Lightroom and Capture One offer HDR tools with a difference. They don’t create wild and exaggerated HDR effects. Instead, they create what I would call DNG ‘super-negatives’ with extended dynamic range that you can then exploit however you like.
'DNG' stands for 'Digital NeGative' and it's an open file format developed by Adobe with the intention that it would become a 'universal' file format for digital camera RAW files. To this day, only handful of cameras use it, and it is not supported consistently by editing software – though it's still useful within the Adobe ecosystem.
Many photographers prefer to work with RAW files – but what are they, how do you work with them, and why are they so much better than regular in-camera JPEGs?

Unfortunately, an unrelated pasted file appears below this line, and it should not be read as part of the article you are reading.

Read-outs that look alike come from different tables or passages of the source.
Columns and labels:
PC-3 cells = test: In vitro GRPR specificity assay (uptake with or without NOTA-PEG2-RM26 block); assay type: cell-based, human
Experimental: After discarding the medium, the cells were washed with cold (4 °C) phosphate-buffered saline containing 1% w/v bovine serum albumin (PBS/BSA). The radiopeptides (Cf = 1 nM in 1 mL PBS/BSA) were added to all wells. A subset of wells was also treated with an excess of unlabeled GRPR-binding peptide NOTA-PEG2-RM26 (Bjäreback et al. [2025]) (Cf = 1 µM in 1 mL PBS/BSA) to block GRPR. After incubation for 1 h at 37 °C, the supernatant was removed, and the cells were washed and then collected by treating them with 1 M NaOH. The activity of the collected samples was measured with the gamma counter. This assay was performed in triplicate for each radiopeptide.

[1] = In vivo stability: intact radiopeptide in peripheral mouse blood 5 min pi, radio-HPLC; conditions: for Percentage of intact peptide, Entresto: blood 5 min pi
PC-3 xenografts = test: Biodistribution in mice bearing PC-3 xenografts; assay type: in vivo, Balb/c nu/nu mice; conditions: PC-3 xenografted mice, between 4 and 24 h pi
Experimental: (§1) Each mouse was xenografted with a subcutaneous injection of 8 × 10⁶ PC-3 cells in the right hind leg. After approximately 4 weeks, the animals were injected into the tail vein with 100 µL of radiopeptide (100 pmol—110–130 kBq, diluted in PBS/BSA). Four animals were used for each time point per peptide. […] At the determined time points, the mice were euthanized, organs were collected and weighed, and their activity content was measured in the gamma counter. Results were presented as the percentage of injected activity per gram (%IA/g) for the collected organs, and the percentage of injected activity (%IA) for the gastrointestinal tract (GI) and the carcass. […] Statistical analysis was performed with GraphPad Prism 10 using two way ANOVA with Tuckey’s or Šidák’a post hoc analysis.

Well, I actually think you can. I like taking pictures with my iPhone. It’s partly a practical thing, as it’s the camera I always have with me. More than that, though, it makes me see things differently. I see compositions, shapes, light and shadow in a way that I might not when looking through a […]